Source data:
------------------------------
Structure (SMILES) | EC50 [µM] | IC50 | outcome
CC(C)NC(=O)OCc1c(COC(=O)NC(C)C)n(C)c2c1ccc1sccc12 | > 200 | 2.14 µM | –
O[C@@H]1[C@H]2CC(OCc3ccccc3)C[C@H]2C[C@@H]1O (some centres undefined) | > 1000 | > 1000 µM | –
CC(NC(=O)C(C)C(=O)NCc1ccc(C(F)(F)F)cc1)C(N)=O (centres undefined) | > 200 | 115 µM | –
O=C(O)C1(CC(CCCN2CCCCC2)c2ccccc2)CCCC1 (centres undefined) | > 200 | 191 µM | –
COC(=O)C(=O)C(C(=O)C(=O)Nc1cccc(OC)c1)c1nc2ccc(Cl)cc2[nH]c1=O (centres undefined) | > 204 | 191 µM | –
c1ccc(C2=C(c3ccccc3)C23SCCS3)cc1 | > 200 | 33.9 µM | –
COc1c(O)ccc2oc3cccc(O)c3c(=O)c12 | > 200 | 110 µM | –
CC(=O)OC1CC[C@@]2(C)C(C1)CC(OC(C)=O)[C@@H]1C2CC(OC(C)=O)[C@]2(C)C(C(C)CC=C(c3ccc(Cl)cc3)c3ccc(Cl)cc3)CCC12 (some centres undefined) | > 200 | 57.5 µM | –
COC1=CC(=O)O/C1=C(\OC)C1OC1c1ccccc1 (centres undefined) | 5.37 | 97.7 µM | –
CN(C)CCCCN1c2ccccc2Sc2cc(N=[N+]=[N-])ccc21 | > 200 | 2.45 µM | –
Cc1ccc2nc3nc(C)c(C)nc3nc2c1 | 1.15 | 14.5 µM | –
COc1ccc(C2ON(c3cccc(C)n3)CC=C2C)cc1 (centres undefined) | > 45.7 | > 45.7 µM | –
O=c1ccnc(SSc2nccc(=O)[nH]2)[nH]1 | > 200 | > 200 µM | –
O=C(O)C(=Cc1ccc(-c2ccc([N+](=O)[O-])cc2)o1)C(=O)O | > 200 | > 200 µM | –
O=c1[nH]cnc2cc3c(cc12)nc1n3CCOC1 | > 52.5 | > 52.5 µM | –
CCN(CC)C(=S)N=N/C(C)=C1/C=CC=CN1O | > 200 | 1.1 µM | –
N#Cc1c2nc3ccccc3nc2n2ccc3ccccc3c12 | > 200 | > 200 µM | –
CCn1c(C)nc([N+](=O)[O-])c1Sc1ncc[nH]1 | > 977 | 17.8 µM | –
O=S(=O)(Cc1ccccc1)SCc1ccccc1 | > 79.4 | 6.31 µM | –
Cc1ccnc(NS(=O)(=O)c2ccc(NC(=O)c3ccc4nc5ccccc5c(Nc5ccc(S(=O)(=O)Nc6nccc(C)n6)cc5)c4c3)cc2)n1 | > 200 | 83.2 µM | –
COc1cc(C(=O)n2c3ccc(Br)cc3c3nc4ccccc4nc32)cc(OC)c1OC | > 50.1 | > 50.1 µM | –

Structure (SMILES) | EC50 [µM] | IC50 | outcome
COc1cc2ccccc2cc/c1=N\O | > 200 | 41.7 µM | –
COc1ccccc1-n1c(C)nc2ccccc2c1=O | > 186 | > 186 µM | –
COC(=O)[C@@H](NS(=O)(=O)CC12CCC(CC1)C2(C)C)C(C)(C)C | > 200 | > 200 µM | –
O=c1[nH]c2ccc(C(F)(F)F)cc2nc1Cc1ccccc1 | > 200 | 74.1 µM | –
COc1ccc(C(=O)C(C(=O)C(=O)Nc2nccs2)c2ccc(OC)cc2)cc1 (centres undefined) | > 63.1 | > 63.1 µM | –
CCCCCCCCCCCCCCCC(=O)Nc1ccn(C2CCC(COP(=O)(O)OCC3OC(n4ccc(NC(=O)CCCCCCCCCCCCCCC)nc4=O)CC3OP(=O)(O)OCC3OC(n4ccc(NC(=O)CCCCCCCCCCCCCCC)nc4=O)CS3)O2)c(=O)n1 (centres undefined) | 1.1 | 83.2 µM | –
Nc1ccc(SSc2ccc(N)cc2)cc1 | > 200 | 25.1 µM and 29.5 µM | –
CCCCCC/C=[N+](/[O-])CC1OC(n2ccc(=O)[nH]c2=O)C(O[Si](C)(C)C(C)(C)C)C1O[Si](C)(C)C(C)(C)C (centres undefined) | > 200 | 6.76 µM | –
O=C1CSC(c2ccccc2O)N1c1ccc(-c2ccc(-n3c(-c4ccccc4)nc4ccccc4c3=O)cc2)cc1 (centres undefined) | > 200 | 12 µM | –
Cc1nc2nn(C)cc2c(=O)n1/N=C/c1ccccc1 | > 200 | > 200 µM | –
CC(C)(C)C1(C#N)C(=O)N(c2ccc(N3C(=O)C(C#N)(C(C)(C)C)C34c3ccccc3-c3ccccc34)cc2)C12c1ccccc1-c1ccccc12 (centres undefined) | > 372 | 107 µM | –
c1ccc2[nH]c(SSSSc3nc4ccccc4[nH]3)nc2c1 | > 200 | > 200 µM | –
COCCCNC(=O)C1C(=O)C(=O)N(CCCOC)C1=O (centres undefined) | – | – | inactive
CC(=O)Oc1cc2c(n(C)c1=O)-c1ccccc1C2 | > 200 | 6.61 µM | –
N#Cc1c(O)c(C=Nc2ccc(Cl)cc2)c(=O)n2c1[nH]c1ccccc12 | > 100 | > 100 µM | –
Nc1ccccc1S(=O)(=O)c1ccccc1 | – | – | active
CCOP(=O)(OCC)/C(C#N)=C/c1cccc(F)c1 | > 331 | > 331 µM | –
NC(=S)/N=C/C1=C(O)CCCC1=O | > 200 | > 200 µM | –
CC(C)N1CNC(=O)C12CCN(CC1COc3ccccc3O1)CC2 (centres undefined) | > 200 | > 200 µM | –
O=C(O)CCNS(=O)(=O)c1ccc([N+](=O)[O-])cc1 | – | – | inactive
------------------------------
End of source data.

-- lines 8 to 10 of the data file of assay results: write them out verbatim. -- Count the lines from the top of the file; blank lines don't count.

COc1c(O)ccc2oc3cccc(O)c3c(=O)c12 | > 200 | 110 µM | –
CC(=O)OC1CC[C@@]2(C)C(C1)CC(OC(C)=O)[C@@H]1C2CC(OC(C)=O)[C@]2(C)C(C(C)CC=C(c3ccc(Cl)cc3)c3ccc(Cl)cc3)CCC12 (some centres undefined) | > 200 | 57.5 µM | –
COC1=CC(=O)O/C1=C(\OC)C1OC1c1ccccc1 (centres undefined) | 5.37 | 97.7 µM | –